The wizard will then query the AWS API to see if a VPC Connection already exists that matches the data entered. If one exists, it will be used. Otherwise one will be created.
If static routing was selected, static routes will be added to the VPN Connection for the Local subnets entered.
Route propagation will be enabled for the VPN Gateway in each of the Route Tables that are associated with the VPC. All of these configurations are carried out in the AWS API, nothing has been changed in the pfSense VPN configurations yet.
Important Note on Billing: Once this step is carried out and the VPN Connection is created, AWS will start billing your AWS account the hourly rate for a VPN Connection. This is $0.05 as of this writing, and that is a charge that goes entirely to AWS itself. They will do this until the VPN Connection is deleted via the VPC Management Console.
Nothing in pfSense will ever cause AWS to stop billing for this VPN Connection. Whether it works or not, whether the pfSense instance is up or down, whether the IPsec tunnels have been deleted or reconfigured, AWS will continue to bill the hourly fee for a VPN Connection if the creation of it succeeds until it is deleted through their web interface.
The wizard helps establish an initial configuration that works and configures the appropriate elements in AWS’s API to facilitate this. You are responsible for making sure you understand what you’re being billed for and disabling any functions, including VPN Connections, that are no longer necessary.
If the operations of the previous step succeeded, the next screen will appear.
Select an Interface to act as the local endpoint of the VPN tunnels that will be created. In most cases, this should be the WAN interface. It should generally be whatever interface is associated with the Local Public IP Address entered in the previous step.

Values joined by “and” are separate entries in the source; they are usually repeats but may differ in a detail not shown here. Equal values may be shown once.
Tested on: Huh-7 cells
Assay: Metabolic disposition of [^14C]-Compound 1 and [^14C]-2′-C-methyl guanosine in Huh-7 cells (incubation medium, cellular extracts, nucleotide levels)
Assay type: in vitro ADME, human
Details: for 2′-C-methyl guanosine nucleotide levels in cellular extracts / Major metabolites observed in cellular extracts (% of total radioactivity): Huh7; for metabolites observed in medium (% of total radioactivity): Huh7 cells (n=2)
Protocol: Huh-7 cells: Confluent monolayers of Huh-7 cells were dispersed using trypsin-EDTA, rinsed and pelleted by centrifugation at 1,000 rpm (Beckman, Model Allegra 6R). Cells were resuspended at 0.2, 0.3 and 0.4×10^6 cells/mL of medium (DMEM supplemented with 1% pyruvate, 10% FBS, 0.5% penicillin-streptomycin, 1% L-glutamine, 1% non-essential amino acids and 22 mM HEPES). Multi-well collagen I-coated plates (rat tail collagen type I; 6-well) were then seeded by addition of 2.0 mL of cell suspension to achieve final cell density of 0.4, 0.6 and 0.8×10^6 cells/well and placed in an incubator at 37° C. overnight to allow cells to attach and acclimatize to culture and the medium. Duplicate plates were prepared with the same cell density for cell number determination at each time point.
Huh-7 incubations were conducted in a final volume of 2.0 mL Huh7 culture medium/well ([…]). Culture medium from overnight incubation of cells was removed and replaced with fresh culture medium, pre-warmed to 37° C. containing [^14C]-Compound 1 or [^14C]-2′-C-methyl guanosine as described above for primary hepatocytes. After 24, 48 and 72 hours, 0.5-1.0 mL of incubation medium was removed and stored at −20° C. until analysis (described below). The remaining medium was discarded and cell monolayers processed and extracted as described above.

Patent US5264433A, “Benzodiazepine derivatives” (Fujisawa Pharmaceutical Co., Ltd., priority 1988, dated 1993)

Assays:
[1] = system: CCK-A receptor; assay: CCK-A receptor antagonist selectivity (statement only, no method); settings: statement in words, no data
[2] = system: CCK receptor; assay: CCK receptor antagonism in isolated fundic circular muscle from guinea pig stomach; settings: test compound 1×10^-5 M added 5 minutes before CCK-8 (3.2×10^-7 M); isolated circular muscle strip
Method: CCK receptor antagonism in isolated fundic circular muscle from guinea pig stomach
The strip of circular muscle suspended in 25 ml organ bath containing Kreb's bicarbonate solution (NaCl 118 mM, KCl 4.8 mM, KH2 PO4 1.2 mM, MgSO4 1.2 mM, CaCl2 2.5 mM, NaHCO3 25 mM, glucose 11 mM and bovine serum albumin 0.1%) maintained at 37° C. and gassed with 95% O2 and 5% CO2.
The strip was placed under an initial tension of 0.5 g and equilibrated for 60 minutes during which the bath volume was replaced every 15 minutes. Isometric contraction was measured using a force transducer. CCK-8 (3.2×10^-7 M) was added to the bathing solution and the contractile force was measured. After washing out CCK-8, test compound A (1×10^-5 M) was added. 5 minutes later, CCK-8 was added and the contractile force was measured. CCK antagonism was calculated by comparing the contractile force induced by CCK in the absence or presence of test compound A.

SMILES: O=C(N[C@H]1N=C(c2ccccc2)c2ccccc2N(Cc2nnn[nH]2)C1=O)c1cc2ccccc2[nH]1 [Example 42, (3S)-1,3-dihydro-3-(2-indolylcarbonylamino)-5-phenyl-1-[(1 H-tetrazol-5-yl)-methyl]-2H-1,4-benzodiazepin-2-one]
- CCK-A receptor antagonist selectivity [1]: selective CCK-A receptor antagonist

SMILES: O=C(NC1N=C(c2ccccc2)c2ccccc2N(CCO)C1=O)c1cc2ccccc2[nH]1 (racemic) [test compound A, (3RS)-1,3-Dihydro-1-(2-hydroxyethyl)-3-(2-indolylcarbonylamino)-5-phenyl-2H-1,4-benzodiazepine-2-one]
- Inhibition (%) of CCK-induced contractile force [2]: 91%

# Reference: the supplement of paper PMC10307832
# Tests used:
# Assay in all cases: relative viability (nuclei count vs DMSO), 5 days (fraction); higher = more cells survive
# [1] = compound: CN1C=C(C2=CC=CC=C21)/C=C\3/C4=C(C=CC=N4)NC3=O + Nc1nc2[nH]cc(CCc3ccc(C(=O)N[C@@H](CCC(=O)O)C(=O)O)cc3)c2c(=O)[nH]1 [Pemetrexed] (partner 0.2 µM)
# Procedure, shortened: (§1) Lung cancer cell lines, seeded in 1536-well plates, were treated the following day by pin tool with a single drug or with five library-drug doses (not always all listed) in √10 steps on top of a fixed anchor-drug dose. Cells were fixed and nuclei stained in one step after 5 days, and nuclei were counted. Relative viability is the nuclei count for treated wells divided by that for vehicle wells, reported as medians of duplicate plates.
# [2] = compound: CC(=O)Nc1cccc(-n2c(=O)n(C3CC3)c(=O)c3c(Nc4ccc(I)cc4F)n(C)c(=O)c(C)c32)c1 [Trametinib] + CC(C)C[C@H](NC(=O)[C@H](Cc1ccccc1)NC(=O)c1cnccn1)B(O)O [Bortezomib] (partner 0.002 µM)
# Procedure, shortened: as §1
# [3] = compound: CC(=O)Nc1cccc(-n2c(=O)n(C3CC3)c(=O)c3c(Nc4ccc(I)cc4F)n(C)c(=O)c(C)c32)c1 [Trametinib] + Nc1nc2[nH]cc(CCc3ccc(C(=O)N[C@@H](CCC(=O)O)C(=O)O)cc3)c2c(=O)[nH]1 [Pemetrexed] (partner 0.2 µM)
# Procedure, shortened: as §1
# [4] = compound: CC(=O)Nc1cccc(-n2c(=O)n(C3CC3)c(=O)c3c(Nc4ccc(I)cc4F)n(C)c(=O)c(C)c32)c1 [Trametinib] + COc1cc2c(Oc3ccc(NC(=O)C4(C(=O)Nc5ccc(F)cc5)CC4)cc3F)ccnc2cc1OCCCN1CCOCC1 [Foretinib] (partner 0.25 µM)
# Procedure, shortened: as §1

On an AWS Netgate pfSense instance, this will be whatever interface the Elastic IP is associated with. On a hardware device running pfSense that has the Local Public IP Address directly configured on an interface, this will be the interface that the Local Public IP Address is configured on.
After clicking Next, the wizard will configure the VPN and associated settings within pfSense itself using data returned by the AWS API in the previous step.
It will configure 2 IPsec tunnels, a firewall rule, 2 Aliases (referenced by the firewall rule), and 2 Virtual IP Addresses. If BGP was selected as the Routing Type in the previous step, it will install the OpenBGPD package automatically and configure it appropriately.
The next screen will appear and prompt to apply the configuration changes that have been made.
After clicking Next, all the configuration changes that were made will be applied.
The wizard will be completed and the browser will be redirected to the IPsec status page. The VPN to the VPC should now be fully configured.
Sometimes there is a delay of 5-10 minutes before the tunnels are fully functional and passing traffic. This has been observed particularly often during the setup of tunnels using BGP routing.